• The F3 has mirror lockup (the FM2n does put the mirror up at the start of an exposure controlled by the self-timer, though).

Benefits of the FM2n over an F3:

  • The FM2n is significantly smaller and lighter than an F3.
  • The FM2n syncs with flash at 1/250, while the F3 has a measly 1/80 top sync speed. (Note: early FM2's synced at 1/200.)
  • The FM2n has a built-in flash shoe, the F3 requires an extra accessory unless being used with an F3-specific flash.

I've used an FM2n as backup for over a decade, so have a great deal of experience with the camera. It's also my camera of choice when I need to travel light while backpacking in the Wilderness.


The Basics

Let's start with the FM2n's family tree:

  • FM (1977). This was the camera that started this line of compact, manual bodies. Primary differences from the newer models are the shutter, which goes from 1 to 1/1000, and the 1/125 flash sync speed. Three versions of the FM were made, the second of which featured a slightly redesigned rewind crank, the third a 60th anniversary model that is gold in color.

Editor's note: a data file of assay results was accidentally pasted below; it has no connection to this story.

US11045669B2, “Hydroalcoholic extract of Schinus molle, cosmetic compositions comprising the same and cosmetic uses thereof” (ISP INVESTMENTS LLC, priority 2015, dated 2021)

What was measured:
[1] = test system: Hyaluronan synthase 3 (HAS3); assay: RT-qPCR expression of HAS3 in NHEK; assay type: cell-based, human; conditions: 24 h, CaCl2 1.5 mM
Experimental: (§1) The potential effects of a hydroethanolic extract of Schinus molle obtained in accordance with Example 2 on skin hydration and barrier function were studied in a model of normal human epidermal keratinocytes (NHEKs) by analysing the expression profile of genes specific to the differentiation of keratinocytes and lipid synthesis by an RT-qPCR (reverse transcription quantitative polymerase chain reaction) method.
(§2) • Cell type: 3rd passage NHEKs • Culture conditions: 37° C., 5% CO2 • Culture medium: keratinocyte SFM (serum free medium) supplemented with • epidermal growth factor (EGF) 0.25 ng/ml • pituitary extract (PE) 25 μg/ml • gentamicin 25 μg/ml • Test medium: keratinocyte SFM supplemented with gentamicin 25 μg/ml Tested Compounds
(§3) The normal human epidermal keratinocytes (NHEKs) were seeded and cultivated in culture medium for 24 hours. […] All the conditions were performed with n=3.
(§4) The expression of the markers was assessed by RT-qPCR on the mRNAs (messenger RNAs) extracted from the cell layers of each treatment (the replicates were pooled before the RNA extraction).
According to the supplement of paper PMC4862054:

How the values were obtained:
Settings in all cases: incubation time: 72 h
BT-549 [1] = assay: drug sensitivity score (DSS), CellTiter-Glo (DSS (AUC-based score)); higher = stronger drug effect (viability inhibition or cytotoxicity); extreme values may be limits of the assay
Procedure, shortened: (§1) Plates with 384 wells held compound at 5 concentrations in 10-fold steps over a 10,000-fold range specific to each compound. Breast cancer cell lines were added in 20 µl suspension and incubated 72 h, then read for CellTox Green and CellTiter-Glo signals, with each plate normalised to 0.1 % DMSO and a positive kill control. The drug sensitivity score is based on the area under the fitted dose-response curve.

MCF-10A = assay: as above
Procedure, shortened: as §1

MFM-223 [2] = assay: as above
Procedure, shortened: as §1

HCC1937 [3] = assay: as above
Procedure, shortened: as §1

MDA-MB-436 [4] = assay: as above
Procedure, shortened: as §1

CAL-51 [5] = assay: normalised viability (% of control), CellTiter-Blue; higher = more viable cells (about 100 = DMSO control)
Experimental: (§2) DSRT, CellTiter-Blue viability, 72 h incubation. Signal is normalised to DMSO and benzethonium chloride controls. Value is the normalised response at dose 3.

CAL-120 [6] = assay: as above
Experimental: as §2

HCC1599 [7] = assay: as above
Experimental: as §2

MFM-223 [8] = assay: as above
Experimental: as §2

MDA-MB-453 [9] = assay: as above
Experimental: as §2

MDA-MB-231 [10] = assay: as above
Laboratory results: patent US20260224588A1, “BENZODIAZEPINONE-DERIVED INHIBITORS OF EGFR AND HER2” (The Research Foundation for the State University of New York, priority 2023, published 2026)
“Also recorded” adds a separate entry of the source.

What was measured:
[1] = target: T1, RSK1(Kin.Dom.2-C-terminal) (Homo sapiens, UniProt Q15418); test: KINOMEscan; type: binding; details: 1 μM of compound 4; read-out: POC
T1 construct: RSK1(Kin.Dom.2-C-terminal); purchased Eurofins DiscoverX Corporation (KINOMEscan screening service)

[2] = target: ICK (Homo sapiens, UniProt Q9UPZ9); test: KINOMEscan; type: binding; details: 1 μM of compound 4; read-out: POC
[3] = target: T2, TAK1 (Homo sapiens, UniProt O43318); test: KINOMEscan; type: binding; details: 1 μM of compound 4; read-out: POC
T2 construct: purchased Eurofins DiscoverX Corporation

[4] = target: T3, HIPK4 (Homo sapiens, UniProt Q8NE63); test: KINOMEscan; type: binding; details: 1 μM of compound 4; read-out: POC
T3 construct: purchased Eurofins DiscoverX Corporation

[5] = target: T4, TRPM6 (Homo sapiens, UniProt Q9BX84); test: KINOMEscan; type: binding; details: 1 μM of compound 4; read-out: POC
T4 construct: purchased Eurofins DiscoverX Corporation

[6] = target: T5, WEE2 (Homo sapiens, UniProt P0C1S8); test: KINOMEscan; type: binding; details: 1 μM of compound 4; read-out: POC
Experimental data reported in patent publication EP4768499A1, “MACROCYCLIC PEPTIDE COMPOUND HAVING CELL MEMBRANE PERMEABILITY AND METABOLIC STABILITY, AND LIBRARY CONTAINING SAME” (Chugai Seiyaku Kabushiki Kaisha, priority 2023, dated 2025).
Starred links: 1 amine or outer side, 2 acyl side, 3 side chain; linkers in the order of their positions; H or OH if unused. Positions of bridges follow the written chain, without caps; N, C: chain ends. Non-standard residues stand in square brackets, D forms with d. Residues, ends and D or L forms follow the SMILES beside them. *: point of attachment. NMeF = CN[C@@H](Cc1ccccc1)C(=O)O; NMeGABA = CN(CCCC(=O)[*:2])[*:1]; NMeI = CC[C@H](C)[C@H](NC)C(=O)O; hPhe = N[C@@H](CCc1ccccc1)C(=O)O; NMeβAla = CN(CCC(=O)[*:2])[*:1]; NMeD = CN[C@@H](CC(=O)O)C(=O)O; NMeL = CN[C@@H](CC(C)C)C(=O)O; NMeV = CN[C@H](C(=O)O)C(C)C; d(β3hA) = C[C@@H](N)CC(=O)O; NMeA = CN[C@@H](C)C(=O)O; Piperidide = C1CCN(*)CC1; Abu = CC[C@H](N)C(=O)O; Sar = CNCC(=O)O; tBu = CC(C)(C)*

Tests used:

• FM2 (1982). The shutter was completely reworked for this new model, providing 1 to 1/4000. In the original FM2, the shutter was still made of titanium and synced with flash at 1/200. Shortly thereafter, the flash sync speed was increased to 1/250, though no other features were changed (these models are distinguished by the flash sync speed labeled in red).
  • FM2n (1989). The shutter was reworked again, this time made of aluminum. No other changes were made.
  • FM2n/T (1993). The top and bottom plate of this version are made of titanium. Otherwise, the camera is exactly the same as the FM2n.